The ATP-dependent nucleosome remodeling process can lead to various remodeling outcomes, including complete nucleosome displacement from the DNA, nucleosome movement on the DNA, or transient alterations in nucleosome structure that may not lead to changes in the positions of nucleosomes once the reaction reaches equilibrium but are nevertheless functionally significant. The nucleosome sliding assay described can monitor the first two reactions, but may not be able to detect transient alterations in nucleosome structure. One assay that can detect some such transient alterations takes advantage of the fact that nucleosomal DNA on the surface of the nucleosome octamer is largely inaccessible to cutting by a restriction enzyme, whereas linker DNA that has been displaced from the octamer surface by nucleosome sliding or partial unwinding of nucleosomal DNA is susceptible to cutting 10,11,12. Such an assay can also be particularly useful in the event that the nucleosome remodeling enzyme binds so tightly to its substrate that it cannot be removed by competitor 13.

Our nucleosome sliding and binding assays measure INO80 activities using mononucleosomal substrates prepared with native Hela cell histones. However, remodeling activities of INO80 or other chromatin remodeling enzymes can in principle be affected by the presence or absence of specific post-translational modifications or histone variants. In addition, mononucleosomes may stimulate INO80 complex’s activities differently than di-nucleosomes, or an array of nucleosomes. Thus, measuring INO80 complex’s activities using more complicated and diverse nucleosomal substrate may provide insight into the mechanism by which INO80 chromatin remodeling complexes are regulated.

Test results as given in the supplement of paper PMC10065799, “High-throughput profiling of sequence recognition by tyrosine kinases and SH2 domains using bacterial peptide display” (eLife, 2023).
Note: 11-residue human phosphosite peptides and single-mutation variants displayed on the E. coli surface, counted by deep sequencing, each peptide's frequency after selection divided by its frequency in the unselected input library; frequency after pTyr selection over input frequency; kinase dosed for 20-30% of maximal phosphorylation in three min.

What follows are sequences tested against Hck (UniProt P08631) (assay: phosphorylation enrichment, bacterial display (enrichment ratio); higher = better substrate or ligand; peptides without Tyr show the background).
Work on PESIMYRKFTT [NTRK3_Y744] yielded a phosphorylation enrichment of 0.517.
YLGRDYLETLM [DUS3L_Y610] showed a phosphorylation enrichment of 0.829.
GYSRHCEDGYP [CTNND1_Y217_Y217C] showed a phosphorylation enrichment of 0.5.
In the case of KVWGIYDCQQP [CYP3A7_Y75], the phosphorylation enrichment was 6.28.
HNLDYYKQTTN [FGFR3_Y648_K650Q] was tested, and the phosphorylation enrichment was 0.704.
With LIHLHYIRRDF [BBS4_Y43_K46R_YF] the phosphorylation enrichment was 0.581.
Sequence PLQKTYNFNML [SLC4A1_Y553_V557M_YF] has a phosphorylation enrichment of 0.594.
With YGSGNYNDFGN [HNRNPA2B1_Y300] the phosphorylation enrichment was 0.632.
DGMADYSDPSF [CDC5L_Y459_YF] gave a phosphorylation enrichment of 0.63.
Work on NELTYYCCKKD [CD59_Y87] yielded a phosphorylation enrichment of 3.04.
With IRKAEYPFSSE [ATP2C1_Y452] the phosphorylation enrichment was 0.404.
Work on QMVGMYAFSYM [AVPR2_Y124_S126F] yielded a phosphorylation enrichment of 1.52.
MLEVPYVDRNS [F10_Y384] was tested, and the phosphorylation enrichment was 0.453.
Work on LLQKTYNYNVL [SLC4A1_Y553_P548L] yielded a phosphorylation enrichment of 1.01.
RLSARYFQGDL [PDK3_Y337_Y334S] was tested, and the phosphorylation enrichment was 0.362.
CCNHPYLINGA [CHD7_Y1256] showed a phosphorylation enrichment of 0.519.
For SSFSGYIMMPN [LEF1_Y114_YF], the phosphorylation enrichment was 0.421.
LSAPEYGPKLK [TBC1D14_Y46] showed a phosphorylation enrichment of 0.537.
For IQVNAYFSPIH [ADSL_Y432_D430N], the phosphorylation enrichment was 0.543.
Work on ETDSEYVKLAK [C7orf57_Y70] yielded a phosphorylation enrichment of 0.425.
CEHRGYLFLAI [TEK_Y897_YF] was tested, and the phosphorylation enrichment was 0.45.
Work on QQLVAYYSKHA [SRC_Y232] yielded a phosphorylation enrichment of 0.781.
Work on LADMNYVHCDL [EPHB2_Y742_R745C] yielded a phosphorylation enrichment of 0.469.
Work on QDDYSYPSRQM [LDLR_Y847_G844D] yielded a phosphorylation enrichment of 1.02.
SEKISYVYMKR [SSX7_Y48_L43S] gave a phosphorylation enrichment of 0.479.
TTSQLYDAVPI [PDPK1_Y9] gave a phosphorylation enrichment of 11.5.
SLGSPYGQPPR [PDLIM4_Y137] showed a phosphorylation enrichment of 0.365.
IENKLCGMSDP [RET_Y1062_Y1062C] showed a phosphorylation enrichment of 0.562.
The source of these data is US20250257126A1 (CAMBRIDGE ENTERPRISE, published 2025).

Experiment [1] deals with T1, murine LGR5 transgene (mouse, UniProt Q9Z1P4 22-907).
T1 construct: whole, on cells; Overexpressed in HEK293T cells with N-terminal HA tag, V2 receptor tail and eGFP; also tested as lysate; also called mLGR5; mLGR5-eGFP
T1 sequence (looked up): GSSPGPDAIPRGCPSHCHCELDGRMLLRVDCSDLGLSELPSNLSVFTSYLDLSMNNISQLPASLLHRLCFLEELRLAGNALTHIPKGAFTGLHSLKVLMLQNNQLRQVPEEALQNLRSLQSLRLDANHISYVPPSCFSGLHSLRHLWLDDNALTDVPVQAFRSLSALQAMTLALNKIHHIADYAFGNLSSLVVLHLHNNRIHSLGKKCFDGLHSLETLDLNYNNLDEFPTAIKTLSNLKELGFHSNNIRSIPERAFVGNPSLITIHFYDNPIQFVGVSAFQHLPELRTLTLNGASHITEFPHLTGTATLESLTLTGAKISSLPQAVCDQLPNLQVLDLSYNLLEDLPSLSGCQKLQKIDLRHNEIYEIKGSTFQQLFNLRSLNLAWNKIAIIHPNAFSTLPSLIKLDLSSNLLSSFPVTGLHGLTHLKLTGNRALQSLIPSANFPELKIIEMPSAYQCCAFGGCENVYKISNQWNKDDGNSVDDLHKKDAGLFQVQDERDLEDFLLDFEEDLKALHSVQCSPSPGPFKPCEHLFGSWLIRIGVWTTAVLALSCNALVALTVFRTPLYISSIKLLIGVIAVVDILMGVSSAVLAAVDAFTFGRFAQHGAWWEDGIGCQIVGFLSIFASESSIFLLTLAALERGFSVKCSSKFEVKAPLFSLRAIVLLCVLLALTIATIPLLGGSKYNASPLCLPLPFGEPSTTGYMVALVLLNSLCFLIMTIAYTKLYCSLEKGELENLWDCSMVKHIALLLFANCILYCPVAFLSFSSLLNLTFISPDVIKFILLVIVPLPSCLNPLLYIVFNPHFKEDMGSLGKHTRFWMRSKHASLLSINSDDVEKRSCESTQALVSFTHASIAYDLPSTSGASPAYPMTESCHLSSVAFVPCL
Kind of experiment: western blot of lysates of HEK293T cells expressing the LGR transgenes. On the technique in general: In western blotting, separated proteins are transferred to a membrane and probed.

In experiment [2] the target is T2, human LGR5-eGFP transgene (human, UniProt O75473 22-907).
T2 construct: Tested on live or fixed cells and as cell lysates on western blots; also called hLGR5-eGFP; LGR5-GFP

As an alternative to the use of radiolabeled DNA fragments in nucleosome remodeling and binding assays, some investigators visualize nucleosomes and/or DNA by staining nucleosomal DNA with ethidium bromide 14; however, assays performed using non-radioactive detection methods can be considerably less sensitive than the one described in this protocol, typically requiring the use of considerably more enzyme.

Monitoring the progress of ATPase reactions as a function of time using the 32P-based assay described here requires separate rounds of sample handling and analysis at each time point. As an alternative approach, ATPase activity can be measured using fluorescence-based assays 15,16, which take advantage of the fact that the change of fluorescence signal can be easily monitored in real time, thus providing better opportunity to track conversion of substrate into product in real time. Such assays can, however, be technically challenging and are in general less sensitive than the assay described here.